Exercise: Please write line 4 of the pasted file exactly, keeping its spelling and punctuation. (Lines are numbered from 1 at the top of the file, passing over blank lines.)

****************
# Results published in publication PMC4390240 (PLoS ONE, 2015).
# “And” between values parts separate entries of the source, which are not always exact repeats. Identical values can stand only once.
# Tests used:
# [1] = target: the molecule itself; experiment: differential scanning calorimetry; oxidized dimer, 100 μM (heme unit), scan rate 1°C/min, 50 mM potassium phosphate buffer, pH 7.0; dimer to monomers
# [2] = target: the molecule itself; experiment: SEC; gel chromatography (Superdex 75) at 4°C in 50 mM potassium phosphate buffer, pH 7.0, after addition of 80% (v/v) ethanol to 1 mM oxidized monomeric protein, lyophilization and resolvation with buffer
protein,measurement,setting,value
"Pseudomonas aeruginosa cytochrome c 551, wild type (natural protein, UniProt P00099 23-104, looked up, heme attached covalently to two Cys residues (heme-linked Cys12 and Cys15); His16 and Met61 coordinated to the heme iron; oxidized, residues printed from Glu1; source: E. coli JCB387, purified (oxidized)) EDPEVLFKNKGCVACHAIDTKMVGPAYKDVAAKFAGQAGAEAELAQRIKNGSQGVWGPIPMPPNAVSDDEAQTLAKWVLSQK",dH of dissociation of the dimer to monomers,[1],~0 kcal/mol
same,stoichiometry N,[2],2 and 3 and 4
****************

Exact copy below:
# [1] = target: the molecule itself; experiment: differential scanning calorimetry; oxidized dimer, 100 μM (heme unit), scan rate 1°C/min, 50 mM potassium phosphate buffer, pH 7.0; dimer to monomers